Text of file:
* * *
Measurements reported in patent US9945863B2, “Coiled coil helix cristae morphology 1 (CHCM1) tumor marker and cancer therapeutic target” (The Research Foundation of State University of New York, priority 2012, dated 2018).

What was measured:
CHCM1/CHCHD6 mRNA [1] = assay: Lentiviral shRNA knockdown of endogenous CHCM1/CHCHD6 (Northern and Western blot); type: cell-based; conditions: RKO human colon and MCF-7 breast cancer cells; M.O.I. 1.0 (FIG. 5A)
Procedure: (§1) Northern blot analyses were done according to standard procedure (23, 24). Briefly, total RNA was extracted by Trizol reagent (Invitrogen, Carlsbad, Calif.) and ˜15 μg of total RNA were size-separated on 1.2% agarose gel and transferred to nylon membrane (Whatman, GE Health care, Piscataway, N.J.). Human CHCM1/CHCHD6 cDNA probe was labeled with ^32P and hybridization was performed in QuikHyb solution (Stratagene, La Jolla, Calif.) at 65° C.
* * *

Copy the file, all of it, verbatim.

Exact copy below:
Measurements reported in patent US9945863B2, “Coiled coil helix cristae morphology 1 (CHCM1) tumor marker and cancer therapeutic target” (The Research Foundation of State University of New York, priority 2012, dated 2018).

What was measured:
CHCM1/CHCHD6 mRNA [1] = assay: Lentiviral shRNA knockdown of endogenous CHCM1/CHCHD6 (Northern and Western blot); type: cell-based; conditions: RKO human colon and MCF-7 breast cancer cells; M.O.I. 1.0 (FIG. 5A)
Procedure: (§1) Northern blot analyses were done according to standard procedure (23, 24). Briefly, total RNA was extracted by Trizol reagent (Invitrogen, Carlsbad, Calif.) and ˜15 μg of total RNA were size-separated on 1.2% agarose gel and transferred to nylon membrane (Whatman, GE Health care, Piscataway, N.J.). Human CHCM1/CHCHD6 cDNA probe was labeled with ^32P and hybridization was performed in QuikHyb solution (Stratagene, La Jolla, Calif.) at 65° C.